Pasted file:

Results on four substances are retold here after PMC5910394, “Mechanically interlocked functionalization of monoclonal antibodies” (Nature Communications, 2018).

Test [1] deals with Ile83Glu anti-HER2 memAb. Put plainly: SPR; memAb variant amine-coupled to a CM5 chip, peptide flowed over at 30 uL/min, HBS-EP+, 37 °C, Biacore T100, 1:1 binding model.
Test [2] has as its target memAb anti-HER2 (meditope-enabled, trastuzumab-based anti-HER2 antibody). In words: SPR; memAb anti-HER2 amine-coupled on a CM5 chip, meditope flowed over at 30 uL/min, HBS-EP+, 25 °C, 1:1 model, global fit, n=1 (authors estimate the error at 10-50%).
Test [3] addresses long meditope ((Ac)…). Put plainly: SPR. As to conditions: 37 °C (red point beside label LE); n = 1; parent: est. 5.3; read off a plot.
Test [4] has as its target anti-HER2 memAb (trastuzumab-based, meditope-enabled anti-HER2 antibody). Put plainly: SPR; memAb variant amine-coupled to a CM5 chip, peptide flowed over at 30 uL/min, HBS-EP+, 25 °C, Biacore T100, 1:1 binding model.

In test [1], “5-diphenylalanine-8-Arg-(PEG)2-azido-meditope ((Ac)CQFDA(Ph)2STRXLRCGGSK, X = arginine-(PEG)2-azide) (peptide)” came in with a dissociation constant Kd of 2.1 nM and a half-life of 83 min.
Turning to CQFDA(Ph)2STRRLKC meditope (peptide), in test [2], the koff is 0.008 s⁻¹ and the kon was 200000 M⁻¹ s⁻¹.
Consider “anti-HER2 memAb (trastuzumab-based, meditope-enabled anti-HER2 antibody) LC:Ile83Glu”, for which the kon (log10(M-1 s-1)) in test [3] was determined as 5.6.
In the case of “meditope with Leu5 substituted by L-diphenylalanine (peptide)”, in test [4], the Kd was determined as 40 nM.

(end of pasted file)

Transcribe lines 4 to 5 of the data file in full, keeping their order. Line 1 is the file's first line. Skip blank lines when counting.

Test [3] addresses long meditope ((Ac)…). Put plainly: SPR. As to conditions: 37 °C (red point beside label LE); n = 1; parent: est. 5.3; read off a plot.
Test [4] has as its target anti-HER2 memAb (trastuzumab-based, meditope-enabled anti-HER2 antibody). Put plainly: SPR; memAb variant amine-coupled to a CM5 chip, peptide flowed over at 30 uL/min, HBS-EP+, 25 °C, Biacore T100, 1:1 binding model.